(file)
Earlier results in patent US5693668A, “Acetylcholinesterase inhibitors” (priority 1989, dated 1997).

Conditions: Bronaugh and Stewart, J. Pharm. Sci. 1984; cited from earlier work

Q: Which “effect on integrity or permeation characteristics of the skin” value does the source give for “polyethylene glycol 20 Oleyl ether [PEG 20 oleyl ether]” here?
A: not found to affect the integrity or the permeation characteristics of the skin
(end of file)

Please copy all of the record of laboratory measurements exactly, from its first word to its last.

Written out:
Earlier results in patent US5693668A, “Acetylcholinesterase inhibitors” (priority 1989, dated 1997).

Conditions: Bronaugh and Stewart, J. Pharm. Sci. 1984; cited from earlier work

Q: Which “effect on integrity or permeation characteristics of the skin” value does the source give for “polyethylene glycol 20 Oleyl ether [PEG 20 oleyl ether]” here?
A: not found to affect the integrity or the permeation characteristics of the skin